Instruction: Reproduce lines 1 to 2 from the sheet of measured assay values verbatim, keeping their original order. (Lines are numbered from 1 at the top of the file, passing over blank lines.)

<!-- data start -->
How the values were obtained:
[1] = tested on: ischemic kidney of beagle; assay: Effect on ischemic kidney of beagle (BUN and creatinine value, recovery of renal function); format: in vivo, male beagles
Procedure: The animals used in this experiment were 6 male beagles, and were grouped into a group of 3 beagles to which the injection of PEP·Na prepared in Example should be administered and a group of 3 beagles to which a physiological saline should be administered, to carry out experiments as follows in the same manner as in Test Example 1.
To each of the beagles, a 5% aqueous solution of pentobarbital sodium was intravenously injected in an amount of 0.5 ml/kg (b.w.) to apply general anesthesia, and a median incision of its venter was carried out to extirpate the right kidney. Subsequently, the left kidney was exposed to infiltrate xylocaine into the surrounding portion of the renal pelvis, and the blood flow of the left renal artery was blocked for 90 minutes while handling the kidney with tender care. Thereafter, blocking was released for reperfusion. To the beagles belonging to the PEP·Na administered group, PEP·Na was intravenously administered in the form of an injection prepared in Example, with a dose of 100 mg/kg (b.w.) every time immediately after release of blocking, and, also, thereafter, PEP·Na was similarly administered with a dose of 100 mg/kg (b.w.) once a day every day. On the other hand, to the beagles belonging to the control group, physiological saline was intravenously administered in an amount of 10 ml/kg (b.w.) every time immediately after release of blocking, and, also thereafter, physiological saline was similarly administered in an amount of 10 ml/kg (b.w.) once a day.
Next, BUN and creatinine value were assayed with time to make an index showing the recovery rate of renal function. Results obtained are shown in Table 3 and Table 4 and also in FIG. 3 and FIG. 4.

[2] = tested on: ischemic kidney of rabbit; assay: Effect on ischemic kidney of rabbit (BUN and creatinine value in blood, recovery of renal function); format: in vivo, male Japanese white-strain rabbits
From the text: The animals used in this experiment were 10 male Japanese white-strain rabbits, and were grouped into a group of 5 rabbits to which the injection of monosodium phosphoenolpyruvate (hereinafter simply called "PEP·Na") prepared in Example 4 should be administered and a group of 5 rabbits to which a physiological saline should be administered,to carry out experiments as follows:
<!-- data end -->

How the values were obtained:
[1] = tested on: ischemic kidney of beagle; assay: Effect on ischemic kidney of beagle (BUN and creatinine value, recovery of renal function); format: in vivo, male beagles